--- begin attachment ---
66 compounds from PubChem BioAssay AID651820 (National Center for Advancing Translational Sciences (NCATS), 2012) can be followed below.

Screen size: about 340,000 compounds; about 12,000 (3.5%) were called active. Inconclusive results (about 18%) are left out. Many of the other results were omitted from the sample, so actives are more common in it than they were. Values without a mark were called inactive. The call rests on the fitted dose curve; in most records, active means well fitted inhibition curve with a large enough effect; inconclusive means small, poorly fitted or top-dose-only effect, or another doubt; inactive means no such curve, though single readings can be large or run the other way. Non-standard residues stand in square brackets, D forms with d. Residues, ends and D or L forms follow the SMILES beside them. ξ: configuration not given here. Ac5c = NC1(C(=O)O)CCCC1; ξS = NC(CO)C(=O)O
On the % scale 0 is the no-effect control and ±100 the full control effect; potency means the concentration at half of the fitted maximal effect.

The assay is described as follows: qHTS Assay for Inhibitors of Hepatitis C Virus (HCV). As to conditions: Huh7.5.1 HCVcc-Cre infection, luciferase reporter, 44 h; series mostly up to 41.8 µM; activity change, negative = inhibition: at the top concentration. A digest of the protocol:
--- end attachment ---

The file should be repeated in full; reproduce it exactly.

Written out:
66 compounds from PubChem BioAssay AID651820 (National Center for Advancing Translational Sciences (NCATS), 2012) can be followed below.

Screen size: about 340,000 compounds; about 12,000 (3.5%) were called active. Inconclusive results (about 18%) are left out. Many of the other results were omitted from the sample, so actives are more common in it than they were. Values without a mark were called inactive. The call rests on the fitted dose curve; in most records, active means well fitted inhibition curve with a large enough effect; inconclusive means small, poorly fitted or top-dose-only effect, or another doubt; inactive means no such curve, though single readings can be large or run the other way. Non-standard residues stand in square brackets, D forms with d. Residues, ends and D or L forms follow the SMILES beside them. ξ: configuration not given here. Ac5c = NC1(C(=O)O)CCCC1; ξS = NC(CO)C(=O)O
On the % scale 0 is the no-effect control and ±100 the full control effect; potency means the concentration at half of the fitted maximal effect.

The assay is described as follows: qHTS Assay for Inhibitors of Hepatitis C Virus (HCV). As to conditions: Huh7.5.1 HCVcc-Cre infection, luciferase reporter, 44 h; series mostly up to 41.8 µM; activity change, negative = inhibition: at the top concentration. A digest of the protocol: